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    89.325 – Geology for Engineers Faults, Folds, Outcrop Patterns and Geologic Maps

    I. Properties of Earth Materials When rocks are subjected to differential stress the resulting build-up in strain can cause deformation. Depending on the material properties the result can either be elastic deformation which can ultimately lead to the breaking of the rock material (faults) or ductile deformation which can lead to the development of folds. In this exercise we will look at the various types of deformation and how geologists use geologic maps to understand this deformation. II. Strike and Dip

    Strike and dip refer to the orientation or attitude of a geologic feature. The strike line of a bed, fault, or other planar feature, is a line representing the intersection of that feature with a horizontal plane. On a geologic map, this is represented with a short straight line segment oriented parallel to the strike line. Strike (or strike angle) can be given as either a quadrant compass bearing of the strike line (N25°E for example) or in terms of east or west of true north or south, a single three digit number representing the azimuth, where the lower number is usually given (where the example of N25°E would simply be 025), or the azimuth number followed by the degree sign (example of N25°E would be 025°).

    The dip gives the steepest angle of descent of a tilted bed or feature relative to a horizontal plane, and is given by the number (0°-90°) as well as a letter (N, S, E, W) with rough direction in which the bed is dipping. One technique is to always take the strike so the dip is 90° to the right of the strike, in which case the redundant letter following the dip angle is omitted. The map symbol is a short line attached and at right angles to the strike symbol pointing in the direction which the planar surface is dipping down. The angle of dip is generally included on a geologic map without the degree sign. Beds that are dipping vertically are shown with the dip symbol on both sides of the strike, and beds that are flat are shown like the vertical beds, but with a circle around them. Both vertical and flat beds do not have a number written with them.

    Figure 1. Illustration of stike and dip of a tabular body.

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    Geologists often measure the strike and dip of a surface using a Brunton compass. The strike is measured by leveling (with the bull's eye level) the compass along the plane being measured. Dip is taken by laying the side of the compass perpendicular to the strike measurement and rotating the horizontal level until the bubble is stable and the reading has been made. Strike and dip measurements are shown on a geologic map as illustrated in Figure 3.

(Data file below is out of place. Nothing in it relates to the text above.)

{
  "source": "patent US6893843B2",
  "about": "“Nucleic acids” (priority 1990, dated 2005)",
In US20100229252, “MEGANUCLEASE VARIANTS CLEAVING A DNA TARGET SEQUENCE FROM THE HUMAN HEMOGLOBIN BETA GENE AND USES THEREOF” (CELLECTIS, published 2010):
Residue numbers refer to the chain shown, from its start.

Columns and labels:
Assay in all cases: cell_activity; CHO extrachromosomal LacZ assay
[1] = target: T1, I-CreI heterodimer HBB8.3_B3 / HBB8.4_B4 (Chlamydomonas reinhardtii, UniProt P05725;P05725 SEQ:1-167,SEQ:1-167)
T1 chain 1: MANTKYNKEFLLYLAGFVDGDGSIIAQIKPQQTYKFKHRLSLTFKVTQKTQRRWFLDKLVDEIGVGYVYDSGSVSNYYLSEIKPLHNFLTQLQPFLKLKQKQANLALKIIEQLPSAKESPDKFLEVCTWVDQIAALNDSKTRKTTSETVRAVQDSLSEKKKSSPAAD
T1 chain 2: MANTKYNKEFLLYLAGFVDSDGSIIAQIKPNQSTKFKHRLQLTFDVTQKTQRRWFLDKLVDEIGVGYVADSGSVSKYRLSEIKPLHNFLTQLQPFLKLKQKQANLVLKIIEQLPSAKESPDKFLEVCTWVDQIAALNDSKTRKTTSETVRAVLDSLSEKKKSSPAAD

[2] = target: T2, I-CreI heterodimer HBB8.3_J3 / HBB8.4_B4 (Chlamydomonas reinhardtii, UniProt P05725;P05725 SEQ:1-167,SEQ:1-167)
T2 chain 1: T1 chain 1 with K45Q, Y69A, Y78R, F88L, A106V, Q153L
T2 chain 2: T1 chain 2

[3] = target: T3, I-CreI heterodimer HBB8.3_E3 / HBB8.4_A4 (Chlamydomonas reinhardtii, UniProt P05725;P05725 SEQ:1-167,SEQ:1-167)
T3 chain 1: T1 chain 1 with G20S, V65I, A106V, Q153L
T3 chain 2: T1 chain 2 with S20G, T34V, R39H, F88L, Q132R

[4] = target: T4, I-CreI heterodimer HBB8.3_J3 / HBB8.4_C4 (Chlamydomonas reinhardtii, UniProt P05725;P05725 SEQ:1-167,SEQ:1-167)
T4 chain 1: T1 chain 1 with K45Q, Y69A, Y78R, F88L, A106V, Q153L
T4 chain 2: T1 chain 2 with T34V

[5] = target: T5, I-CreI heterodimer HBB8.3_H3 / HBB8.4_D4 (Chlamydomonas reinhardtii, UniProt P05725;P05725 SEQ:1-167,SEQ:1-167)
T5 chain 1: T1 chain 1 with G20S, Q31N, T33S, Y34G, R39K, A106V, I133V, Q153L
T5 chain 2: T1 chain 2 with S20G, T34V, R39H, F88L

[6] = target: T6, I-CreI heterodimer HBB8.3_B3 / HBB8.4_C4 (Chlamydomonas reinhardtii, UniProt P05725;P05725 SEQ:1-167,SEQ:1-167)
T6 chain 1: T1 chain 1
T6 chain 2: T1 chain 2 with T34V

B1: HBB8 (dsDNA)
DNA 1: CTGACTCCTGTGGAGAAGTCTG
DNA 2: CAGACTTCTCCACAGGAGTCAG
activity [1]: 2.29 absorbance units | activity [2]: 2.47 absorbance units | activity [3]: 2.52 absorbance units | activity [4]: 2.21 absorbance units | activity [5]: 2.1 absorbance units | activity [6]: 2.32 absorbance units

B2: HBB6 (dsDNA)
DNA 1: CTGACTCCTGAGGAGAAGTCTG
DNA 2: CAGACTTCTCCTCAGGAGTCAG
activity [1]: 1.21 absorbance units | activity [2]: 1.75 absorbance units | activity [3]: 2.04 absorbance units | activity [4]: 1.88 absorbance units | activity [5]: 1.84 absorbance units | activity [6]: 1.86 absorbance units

Using the strike and dip board, measure two strikes and dips and report the results in Table 1. Set two different angles by moving the block, and in your table record the letter corresponding to the position of the block.

    Table 1. Strike and dip measurements Position (letter) Strike Dip

    III. Flat lying beds Sedimentary rocks are deposited and lithified in a nearly horizontal position and, even after uplift, maintain a relatively flat or only gently inclined attitude. In areas where relatively flatlying rocks occur the whole area may be underlain by one sedimentary formation and older rocks would be found only in stream valleys where erosion has cut down through the younger rocks (Fig. 4).

    Figure 2. Brunton compass showing bulls eye and bubble levels.

    Figure 3. Plotting strike and dip on a geologic map.

    Figure 4

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    IV. Folded strata During deformation rocks may break (faults and joints) or bend and form folds. When the strata are bent upwards the structure is an anticline and when the strata are bent downwards the structure is a syncline (Fig. 5). Note that in an anticline the oldest rocks are in the center of the fold while in a syncline the youngest rocks are in the center of the fold. The axial plane is the surface that bisects the fold and the hinge line marks the center of the fold. Folds may be symmetrical or asymmetrical (Fig. 6).

    The fold axis may be horizontal or it may plunge at some angle from horizontal (Fig. 7). Geologic maps show the rock units that are exposed at the surface. Folds can be very complex and form very complicated outcrop patterns on geologic maps. In subsequent parts of this exercise you will get a chance to explore these complexities.

    The drawing of a geologic map is illustrated on Figure 8.

    Figure 5. Fold nomenclature Figure 6. Symmetrical and asymmetrical folds

    Figure 7. Horizontal and plunging folds.

    Figure 8